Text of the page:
Cfp Ethics

Written by Helen Glenn Court
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The single word behind CFP ethics is trust. Certified financial planners, after all, are asking clients to trust them with the future. That's a heavy burden. It is, as the profession's code says in so many words, "responsibility to the public, to clients, to colleagues, and to employers." Seven principles-- integrity, objectivity, competence, fairness, confidentiality, professionalism, and diligence--and 36 rules spell this out clearly.

After all, the entire insurance industry, not just financial planning, is built on trust. Its mission--developed in the ashes of the Great Fire of London of 1666--is to protect individuals and organizations from devastating loss. Everything revolves around that idea. The code of CFP ethics and professional responsibility encapsulates it very neatly.

As a member of the profession, you'll be reminded of this in each round of the continuing education you're required to take to renew your license as an accredited financial planner. Two of every 15 hours must be taken in professional ethics. It's the industry's way of ensuring competence not only in financial planning but in fulfilling that responsibility to the public.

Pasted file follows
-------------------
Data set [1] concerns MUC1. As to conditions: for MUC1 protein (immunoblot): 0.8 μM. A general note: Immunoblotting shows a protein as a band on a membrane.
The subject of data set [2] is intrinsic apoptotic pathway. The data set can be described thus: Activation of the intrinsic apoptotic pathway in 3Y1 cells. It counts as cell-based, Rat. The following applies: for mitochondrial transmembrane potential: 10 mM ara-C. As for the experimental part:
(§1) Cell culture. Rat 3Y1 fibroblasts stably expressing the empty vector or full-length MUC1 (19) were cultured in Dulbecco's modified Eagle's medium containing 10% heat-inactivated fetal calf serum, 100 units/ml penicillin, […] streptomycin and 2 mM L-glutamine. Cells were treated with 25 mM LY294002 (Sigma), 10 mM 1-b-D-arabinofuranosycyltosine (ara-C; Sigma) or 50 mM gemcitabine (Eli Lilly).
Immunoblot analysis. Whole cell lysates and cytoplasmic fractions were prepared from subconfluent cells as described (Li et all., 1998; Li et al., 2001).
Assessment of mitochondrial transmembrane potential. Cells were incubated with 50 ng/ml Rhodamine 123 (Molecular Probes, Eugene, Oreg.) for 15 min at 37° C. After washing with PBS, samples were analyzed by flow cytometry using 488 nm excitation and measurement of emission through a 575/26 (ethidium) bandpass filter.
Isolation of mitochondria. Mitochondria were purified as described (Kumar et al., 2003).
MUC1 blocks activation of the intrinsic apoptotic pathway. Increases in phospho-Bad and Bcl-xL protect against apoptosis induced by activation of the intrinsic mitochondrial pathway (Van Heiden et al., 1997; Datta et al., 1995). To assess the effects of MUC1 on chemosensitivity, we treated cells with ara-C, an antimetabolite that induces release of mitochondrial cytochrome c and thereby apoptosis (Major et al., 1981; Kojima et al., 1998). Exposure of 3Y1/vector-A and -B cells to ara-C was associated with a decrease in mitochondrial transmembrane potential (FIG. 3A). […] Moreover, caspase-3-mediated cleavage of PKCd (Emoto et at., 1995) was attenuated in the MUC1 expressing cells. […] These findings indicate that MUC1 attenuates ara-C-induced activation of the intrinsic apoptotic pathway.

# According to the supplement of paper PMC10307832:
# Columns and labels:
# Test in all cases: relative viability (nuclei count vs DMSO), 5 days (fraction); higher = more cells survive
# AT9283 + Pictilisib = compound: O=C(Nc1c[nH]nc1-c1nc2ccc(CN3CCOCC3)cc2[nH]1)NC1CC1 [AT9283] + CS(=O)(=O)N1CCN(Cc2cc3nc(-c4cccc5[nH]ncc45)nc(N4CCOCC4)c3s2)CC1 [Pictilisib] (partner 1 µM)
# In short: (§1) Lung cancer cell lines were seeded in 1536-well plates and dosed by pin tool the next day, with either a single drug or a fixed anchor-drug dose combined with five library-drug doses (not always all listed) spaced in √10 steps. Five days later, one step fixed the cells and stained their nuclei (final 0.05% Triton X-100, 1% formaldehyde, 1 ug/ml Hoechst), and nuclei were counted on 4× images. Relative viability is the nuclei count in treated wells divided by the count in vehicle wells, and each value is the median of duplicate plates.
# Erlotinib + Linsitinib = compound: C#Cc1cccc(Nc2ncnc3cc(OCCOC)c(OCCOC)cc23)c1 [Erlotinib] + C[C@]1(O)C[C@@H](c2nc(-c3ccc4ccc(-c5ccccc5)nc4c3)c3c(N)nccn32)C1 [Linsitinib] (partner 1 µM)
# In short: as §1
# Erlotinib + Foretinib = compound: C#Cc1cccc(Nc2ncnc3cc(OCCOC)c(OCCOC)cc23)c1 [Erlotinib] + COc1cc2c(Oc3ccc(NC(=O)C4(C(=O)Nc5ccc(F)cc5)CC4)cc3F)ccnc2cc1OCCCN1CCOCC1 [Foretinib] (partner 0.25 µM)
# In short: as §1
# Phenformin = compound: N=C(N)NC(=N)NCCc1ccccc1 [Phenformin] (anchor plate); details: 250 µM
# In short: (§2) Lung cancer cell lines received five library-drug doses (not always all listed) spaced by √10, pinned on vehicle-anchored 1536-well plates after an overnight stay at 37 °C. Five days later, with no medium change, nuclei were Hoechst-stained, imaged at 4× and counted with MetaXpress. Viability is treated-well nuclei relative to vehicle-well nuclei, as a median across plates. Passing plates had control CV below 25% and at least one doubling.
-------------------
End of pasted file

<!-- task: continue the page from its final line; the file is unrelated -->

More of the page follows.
CFP Ethics in a Nutshell

Pause for a moment and think about the number of investment scams that come to light from time to time. If you're familiar with the classic 1940s movie It's a Wonderful Life, you'll recognize one scene as a good example of the need for the rules of CFP ethics. Mr. Potter refuses to grant George Bailey a loan based on a personal life insurance policy. George asks for the loan in order to cover an accidental loss of $8,000. Though George doesn't know it, Mr. Potter has the envelope containing the $8,000. Potter wants control of the real estate George will lose if he cannot cover the loss. To prevent scams like this from happening everyday, CFP ethics are a very important part of any financial planner's responsibilities.

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